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The About section of the Kiri Tree website says:

The tree is known to reduce carbon dioxide (CO2) emissions ten times more than the average tree and also in return produce ten times more oxygen (O2). It loves toxic waste and can be used to assist in organic remediation throughout the world.

What evidence exist that supports these claims about the properties of the Kiri Tree?

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    Is this claim common or notable? Was this brought up in the media recently or did you stumble upon it? – user23048 Feb 8 '17 at 23:32
  • There appear to be several species of Paulownia trees. It appears that at least one relevant study has been done on Paulownia elongata. That study's results were not consistent with the claim. However, the cited website appears to be talking about Paulownia tomentosa. – KAI Feb 9 '17 at 0:53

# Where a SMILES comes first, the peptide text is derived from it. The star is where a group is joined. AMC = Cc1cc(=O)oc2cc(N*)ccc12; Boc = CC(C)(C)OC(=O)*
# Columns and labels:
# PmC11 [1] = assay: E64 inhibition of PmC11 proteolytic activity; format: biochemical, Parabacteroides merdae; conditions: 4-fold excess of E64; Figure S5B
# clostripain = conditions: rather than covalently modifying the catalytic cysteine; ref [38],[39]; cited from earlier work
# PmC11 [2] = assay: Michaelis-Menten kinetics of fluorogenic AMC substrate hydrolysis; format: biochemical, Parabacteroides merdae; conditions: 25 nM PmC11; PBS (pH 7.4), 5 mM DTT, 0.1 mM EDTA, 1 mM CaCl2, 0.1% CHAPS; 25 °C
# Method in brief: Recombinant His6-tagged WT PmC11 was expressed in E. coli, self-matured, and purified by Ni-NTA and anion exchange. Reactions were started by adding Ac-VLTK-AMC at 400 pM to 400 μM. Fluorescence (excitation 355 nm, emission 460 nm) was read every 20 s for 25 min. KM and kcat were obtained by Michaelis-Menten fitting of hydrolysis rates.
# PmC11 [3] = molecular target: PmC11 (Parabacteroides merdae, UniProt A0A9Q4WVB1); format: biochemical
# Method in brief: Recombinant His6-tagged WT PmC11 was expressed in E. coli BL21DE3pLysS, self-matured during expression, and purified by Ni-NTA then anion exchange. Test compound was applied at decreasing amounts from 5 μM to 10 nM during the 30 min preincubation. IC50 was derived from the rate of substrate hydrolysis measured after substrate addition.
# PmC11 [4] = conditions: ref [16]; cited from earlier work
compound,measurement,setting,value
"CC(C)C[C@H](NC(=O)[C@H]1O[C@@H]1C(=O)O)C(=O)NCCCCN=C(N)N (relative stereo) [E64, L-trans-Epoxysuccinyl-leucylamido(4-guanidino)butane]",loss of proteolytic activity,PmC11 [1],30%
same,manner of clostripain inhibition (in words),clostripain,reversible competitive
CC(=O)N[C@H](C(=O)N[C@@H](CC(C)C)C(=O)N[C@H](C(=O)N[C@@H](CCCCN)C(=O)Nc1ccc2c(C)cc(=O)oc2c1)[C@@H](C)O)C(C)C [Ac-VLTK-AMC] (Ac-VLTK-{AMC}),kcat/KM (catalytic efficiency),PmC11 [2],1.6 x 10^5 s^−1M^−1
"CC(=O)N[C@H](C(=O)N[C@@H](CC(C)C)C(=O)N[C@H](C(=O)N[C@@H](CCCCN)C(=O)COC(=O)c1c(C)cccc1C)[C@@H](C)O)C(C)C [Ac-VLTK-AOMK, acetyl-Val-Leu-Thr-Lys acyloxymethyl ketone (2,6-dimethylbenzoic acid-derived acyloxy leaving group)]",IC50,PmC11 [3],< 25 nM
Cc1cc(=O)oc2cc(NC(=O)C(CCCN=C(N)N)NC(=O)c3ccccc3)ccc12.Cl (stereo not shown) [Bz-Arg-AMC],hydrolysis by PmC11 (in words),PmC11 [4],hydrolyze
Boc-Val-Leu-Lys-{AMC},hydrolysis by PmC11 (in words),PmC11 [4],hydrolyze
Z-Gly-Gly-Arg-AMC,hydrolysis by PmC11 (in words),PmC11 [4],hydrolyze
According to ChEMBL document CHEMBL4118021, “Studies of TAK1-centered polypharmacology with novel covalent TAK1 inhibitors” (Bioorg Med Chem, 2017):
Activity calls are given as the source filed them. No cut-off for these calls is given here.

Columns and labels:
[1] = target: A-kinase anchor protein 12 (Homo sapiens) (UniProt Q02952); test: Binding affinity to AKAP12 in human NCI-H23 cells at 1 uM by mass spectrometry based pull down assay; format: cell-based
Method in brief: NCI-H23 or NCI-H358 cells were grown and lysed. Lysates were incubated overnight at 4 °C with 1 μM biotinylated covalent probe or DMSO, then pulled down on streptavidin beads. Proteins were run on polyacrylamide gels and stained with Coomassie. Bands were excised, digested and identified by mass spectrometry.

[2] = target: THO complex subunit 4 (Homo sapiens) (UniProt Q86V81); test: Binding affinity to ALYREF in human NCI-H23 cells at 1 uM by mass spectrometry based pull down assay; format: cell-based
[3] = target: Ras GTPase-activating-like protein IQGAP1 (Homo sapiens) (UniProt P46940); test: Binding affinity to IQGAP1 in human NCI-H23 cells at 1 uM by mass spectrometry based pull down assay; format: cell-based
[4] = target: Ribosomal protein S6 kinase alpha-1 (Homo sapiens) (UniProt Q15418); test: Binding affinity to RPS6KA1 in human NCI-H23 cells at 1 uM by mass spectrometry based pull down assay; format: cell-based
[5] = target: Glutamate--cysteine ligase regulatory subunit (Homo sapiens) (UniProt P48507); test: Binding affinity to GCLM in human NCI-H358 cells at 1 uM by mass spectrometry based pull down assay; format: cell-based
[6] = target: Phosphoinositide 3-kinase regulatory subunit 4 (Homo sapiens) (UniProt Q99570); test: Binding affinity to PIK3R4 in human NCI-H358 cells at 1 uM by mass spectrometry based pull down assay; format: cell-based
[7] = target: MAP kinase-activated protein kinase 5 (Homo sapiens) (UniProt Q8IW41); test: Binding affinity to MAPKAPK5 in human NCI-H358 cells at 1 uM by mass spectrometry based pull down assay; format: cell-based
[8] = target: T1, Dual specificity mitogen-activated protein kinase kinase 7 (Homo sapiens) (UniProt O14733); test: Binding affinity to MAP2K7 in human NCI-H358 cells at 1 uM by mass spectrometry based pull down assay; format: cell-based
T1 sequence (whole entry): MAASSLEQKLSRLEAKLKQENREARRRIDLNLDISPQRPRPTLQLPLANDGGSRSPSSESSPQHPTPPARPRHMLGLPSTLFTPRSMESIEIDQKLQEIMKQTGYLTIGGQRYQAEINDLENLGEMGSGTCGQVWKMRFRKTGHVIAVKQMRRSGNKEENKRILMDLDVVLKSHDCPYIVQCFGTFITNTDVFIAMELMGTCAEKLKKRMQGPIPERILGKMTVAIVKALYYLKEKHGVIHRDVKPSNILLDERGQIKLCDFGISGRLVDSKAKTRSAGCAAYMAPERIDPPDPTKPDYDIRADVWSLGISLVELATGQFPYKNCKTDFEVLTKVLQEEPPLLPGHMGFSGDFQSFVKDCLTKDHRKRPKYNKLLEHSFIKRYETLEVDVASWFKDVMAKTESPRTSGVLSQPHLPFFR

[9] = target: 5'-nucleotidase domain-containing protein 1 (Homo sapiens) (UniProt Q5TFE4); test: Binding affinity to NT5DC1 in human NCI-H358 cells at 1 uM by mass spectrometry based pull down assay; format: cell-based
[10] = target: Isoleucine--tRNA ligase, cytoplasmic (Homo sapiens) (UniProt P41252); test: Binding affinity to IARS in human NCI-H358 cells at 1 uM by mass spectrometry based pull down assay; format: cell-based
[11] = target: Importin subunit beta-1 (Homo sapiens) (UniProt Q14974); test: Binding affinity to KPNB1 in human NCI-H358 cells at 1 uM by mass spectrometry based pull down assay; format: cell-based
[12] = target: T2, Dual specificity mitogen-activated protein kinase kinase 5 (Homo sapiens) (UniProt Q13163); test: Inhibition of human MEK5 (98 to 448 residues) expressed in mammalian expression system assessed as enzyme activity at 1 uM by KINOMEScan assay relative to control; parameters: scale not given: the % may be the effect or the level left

• You need to consider that the amount of CO2 used by a tree is proportional to the mass of the tree, not its sheer size. P. tomentosa wood is very light, so its fast growth is probably not converting more CO2 than a slower-growing but denser hardwood. It's also (from personal experience) not that much faster growing than e.g. native cottonwood, and will die back to the ground in a hard frost. Sure is pretty in bloom, though :-) – jamesqf Feb 9 '17 at 1:03
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    I'm trying hard not to let my pedantry take over here. (1) Trees don't reduce CO2 emissions. They consume the resulting CO2, but the emission was still made. (2) Trees don't remediate CO2 emissions. They store the carbon for a few years, and then return it when they rot or are eaten. – Oddthinking Feb 9 '17 at 12:49
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    @DoritoStyle: The idea rowing paulownia trees for big profits seems to be a small get-rich-quick scam. A couple of years back, there was an outfit trying to convince the county government to support a major plantation out in the local desert. Seaching for "paulownia tree scam" gets about 350K hits like this one: abc.net.au/news/2015-10-17/… – jamesqf Feb 9 '17 at 23:57

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